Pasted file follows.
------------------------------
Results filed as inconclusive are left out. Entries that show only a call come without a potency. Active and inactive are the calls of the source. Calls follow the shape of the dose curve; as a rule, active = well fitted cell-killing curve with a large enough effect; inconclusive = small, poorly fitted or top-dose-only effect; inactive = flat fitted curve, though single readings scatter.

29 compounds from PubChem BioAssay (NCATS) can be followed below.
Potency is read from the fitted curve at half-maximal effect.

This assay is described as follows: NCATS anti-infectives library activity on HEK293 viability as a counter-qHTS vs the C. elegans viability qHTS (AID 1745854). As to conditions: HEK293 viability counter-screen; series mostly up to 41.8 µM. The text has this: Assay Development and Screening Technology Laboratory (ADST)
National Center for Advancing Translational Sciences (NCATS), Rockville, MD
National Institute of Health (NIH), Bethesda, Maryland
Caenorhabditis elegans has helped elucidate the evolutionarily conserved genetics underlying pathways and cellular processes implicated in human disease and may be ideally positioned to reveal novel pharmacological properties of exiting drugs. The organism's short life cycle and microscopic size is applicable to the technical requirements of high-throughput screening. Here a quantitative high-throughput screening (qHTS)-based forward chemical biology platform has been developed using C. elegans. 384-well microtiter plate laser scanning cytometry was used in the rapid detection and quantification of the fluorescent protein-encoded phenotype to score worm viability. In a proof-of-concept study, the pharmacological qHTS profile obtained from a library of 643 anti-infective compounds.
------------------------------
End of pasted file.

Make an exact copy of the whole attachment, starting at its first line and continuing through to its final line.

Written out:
Results filed as inconclusive are left out. Entries that show only a call come without a potency. Active and inactive are the calls of the source. Calls follow the shape of the dose curve; as a rule, active = well fitted cell-killing curve with a large enough effect; inconclusive = small, poorly fitted or top-dose-only effect; inactive = flat fitted curve, though single readings scatter.

29 compounds from PubChem BioAssay (NCATS) can be followed below.
Potency is read from the fitted curve at half-maximal effect.

This assay is described as follows: NCATS anti-infectives library activity on HEK293 viability as a counter-qHTS vs the C. elegans viability qHTS (AID 1745854). As to conditions: HEK293 viability counter-screen; series mostly up to 41.8 µM. The text has this: Assay Development and Screening Technology Laboratory (ADST)
National Center for Advancing Translational Sciences (NCATS), Rockville, MD
National Institute of Health (NIH), Bethesda, Maryland
Caenorhabditis elegans has helped elucidate the evolutionarily conserved genetics underlying pathways and cellular processes implicated in human disease and may be ideally positioned to reveal novel pharmacological properties of exiting drugs. The organism's short life cycle and microscopic size is applicable to the technical requirements of high-throughput screening. Here a quantitative high-throughput screening (qHTS)-based forward chemical biology platform has been developed using C. elegans. 384-well microtiter plate laser scanning cytometry was used in the rapid detection and quantification of the fluorescent protein-encoded phenotype to score worm viability. In a proof-of-concept study, the pharmacological qHTS profile obtained from a library of 643 anti-infective compounds.